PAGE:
Tory Lead Over Labour Plummets to Just 4 Percent as UK Government Plagued by Scandal

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The UK’s Labour Party entered 2020 at a historical low, having suffered their worst loss since 1935 in the December general election. With the government struggling to tackle the COVID-19 crisis, the PM’s top aide embroiled in scandal, and a new leader of Her Majesty’s opposition entering the stage, Labour’s electoral prospects have suddenly risen.

Britain’s ruling Conservatives have suffered a drop in their electoral prospects, according to a new poll by Opinium Research on Saturday.

The poll shows a 4% decline in voter intention for the Tories to 43%, while the opposition Labour Party make gains by the same percentage up to 39%, leaving the government with a 4% lead.

Survey results also show the Lib Dems remain on 6%, the SNP on 5%, and the Greens on 3%.

​This marks the slimmest Tory lead over the opposition in 9 months, the biggest decline the polling firm has recorded since 2017, and the highest Labour has been in more than a year.

The new poll comes out as the ruling party are embroiled in controversy over Prime Minister Boris Johnson’s chief advisor Dominic Cummings breaking national lockdown regulations and travelling to Durham during the coronavirus pandemic.

Opinion polling by YouGov released earlier this week showed that a majority of people surveyed believed Cummings should be sacked from his position.

Another new variable amid the rapidly closing polling gap is the Labour Party’s new leader – Sir Keir Starmer. Starmer succeeded the largely unpopular Jeremy Corbyn who led Labour into their worst defeat since 1935.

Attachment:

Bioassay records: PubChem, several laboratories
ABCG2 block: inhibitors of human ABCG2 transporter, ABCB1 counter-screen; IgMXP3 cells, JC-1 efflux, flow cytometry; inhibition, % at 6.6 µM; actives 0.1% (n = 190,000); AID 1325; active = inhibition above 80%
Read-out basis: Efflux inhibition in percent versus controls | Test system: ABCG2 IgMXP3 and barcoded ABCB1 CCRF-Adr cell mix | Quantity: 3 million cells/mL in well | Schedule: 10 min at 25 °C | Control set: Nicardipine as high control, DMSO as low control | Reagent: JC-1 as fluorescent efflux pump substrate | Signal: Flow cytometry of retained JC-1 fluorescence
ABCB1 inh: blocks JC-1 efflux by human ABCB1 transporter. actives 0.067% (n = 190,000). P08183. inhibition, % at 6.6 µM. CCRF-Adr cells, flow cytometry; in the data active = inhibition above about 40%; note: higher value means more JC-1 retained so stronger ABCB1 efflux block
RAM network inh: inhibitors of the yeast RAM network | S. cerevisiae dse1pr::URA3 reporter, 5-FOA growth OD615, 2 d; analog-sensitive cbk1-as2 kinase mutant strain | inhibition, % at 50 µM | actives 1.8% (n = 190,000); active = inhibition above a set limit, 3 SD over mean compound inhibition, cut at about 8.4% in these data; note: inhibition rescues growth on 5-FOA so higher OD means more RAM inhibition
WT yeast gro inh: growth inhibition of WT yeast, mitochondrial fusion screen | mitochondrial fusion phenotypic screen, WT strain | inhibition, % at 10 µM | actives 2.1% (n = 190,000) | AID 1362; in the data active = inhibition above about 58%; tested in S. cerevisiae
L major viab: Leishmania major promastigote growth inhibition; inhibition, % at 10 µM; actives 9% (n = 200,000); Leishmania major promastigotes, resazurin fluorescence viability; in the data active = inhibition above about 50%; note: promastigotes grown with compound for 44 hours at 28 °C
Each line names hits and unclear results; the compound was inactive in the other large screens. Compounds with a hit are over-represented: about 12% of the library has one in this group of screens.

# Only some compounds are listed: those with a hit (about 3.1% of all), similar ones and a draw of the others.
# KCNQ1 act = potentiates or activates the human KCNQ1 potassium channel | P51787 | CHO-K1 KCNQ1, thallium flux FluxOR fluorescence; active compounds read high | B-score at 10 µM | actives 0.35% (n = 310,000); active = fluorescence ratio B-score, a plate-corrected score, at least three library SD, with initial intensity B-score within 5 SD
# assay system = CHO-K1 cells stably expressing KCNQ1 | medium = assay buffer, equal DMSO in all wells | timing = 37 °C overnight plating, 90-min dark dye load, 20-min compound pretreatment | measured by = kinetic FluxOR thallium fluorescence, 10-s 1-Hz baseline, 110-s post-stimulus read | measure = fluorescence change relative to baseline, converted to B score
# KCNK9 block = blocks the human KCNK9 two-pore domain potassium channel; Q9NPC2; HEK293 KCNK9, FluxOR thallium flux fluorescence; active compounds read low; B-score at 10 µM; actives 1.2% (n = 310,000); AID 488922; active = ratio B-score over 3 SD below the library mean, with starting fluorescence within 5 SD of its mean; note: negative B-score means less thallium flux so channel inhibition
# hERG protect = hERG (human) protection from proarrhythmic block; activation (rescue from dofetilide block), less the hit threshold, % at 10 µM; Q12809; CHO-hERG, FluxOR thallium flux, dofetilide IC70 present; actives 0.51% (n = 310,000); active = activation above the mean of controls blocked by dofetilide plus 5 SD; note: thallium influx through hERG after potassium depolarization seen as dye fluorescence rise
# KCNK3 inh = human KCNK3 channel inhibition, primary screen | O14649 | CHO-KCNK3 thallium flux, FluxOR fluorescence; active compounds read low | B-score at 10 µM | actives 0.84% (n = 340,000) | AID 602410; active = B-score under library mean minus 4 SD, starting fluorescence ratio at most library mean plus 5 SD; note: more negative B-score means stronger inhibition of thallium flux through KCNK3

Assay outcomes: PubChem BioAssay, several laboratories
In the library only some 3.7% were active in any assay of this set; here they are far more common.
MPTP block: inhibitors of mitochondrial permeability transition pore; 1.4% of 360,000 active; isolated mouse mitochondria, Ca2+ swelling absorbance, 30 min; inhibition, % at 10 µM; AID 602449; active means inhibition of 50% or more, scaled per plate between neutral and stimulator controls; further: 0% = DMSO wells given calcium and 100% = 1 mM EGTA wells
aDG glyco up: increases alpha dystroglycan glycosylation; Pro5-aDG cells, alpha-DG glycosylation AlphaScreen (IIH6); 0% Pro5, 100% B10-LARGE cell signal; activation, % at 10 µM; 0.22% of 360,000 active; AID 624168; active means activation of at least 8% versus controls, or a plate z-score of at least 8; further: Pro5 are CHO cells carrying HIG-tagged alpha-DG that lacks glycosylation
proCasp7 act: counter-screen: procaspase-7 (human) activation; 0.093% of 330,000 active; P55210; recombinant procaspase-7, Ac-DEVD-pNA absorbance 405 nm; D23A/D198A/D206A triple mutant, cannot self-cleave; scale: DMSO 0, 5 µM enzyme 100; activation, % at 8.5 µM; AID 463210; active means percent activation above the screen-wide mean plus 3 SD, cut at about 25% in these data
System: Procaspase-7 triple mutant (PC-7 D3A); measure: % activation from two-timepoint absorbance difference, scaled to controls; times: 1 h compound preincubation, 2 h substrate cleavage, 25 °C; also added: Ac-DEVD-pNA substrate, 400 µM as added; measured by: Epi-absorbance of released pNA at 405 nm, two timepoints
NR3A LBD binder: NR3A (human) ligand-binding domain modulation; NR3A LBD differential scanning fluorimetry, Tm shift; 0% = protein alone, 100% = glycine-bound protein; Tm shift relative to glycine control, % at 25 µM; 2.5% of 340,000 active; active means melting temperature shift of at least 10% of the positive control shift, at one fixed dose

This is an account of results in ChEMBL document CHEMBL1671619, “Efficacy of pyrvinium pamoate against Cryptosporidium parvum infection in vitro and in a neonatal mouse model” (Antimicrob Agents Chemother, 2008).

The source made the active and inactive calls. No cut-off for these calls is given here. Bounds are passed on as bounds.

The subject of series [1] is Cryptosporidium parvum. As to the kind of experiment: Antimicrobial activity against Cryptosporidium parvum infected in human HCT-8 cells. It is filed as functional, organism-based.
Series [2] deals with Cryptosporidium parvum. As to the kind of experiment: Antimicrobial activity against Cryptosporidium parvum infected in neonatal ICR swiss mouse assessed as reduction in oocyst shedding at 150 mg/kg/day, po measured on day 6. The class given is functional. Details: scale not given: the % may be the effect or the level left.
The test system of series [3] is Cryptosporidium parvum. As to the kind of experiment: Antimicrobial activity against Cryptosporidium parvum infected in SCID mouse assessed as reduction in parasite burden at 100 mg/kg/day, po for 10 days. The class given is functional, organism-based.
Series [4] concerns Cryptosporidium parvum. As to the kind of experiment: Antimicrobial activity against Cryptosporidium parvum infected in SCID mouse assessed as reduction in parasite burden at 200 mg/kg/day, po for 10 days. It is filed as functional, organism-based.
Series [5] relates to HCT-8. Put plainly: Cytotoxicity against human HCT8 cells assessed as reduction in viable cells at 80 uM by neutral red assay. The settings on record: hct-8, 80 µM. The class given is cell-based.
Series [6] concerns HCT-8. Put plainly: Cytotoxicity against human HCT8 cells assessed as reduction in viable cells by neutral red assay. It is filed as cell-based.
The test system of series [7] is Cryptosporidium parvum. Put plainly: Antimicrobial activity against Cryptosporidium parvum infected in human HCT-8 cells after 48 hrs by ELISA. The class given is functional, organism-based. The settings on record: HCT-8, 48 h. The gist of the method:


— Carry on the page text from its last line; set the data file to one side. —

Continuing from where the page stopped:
So far, Starmer’s personal approval ratings have shifted between neutral to favourable. According to YouGov, the former QC has an approval rating of +23, while the Johnson’s has fallen to +22 as the government becomes subject to increasing criticism over its handling of the coronavirus.

In March, under the Corbyn leadership, the Conservatives held a clear 26% lead over the opposition. A rapidly shrinking lead in such a short time could be concerning for Conservative backbenchers if trends continue.

The Conservatives have the benefit of time and distance, however. With an 80-seat majority in Westminster and the next general election not due to be held until 2024, Labour would require a historic turnaround in national sentiment in order to succeed in ousting the Tories from power.



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